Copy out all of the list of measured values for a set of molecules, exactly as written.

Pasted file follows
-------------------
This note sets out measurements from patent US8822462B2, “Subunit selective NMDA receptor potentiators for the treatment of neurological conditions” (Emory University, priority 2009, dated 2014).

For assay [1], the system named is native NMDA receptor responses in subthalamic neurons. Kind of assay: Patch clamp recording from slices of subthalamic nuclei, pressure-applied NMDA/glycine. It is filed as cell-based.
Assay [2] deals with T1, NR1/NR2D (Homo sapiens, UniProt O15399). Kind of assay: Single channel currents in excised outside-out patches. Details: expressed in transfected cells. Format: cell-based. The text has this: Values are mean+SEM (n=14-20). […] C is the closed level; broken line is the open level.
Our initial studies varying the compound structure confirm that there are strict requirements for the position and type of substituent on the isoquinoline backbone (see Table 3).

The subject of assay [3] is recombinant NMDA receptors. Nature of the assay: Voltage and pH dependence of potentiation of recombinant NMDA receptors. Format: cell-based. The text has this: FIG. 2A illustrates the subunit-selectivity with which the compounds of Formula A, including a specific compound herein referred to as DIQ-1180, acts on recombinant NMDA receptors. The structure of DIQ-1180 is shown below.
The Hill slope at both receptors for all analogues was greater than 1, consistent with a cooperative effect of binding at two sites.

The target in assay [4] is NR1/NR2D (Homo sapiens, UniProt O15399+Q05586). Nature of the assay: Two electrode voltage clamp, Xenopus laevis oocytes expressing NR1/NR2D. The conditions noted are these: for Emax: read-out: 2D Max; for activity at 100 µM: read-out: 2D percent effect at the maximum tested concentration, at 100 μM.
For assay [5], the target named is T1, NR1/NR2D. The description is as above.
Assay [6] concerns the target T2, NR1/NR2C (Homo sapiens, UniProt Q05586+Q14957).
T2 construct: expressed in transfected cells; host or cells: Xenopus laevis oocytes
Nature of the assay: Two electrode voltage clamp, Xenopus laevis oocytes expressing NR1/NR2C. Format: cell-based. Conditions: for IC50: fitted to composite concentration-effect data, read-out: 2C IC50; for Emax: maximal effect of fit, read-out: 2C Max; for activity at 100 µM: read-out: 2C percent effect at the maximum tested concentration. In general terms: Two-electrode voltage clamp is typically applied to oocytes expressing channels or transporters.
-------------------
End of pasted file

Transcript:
This note sets out measurements from patent US8822462B2, “Subunit selective NMDA receptor potentiators for the treatment of neurological conditions” (Emory University, priority 2009, dated 2014).

For assay [1], the system named is native NMDA receptor responses in subthalamic neurons. Kind of assay: Patch clamp recording from slices of subthalamic nuclei, pressure-applied NMDA/glycine. It is filed as cell-based.
Assay [2] deals with T1, NR1/NR2D (Homo sapiens, UniProt O15399). Kind of assay: Single channel currents in excised outside-out patches. Details: expressed in transfected cells. Format: cell-based. The text has this: Values are mean+SEM (n=14-20). […] C is the closed level; broken line is the open level.
Our initial studies varying the compound structure confirm that there are strict requirements for the position and type of substituent on the isoquinoline backbone (see Table 3).

The subject of assay [3] is recombinant NMDA receptors. Nature of the assay: Voltage and pH dependence of potentiation of recombinant NMDA receptors. Format: cell-based. The text has this: FIG. 2A illustrates the subunit-selectivity with which the compounds of Formula A, including a specific compound herein referred to as DIQ-1180, acts on recombinant NMDA receptors. The structure of DIQ-1180 is shown below.
The Hill slope at both receptors for all analogues was greater than 1, consistent with a cooperative effect of binding at two sites.

The target in assay [4] is NR1/NR2D (Homo sapiens, UniProt O15399+Q05586). Nature of the assay: Two electrode voltage clamp, Xenopus laevis oocytes expressing NR1/NR2D. The conditions noted are these: for Emax: read-out: 2D Max; for activity at 100 µM: read-out: 2D percent effect at the maximum tested concentration, at 100 μM.
For assay [5], the target named is T1, NR1/NR2D. The description is as above.
Assay [6] concerns the target T2, NR1/NR2C (Homo sapiens, UniProt Q05586+Q14957).
T2 construct: expressed in transfected cells; host or cells: Xenopus laevis oocytes
Nature of the assay: Two electrode voltage clamp, Xenopus laevis oocytes expressing NR1/NR2C. Format: cell-based. Conditions: for IC50: fitted to composite concentration-effect data, read-out: 2C IC50; for Emax: maximal effect of fit, read-out: 2C Max; for activity at 100 µM: read-out: 2C percent effect at the maximum tested concentration. In general terms: Two-electrode voltage clamp is typically applied to oocytes expressing channels or transporters.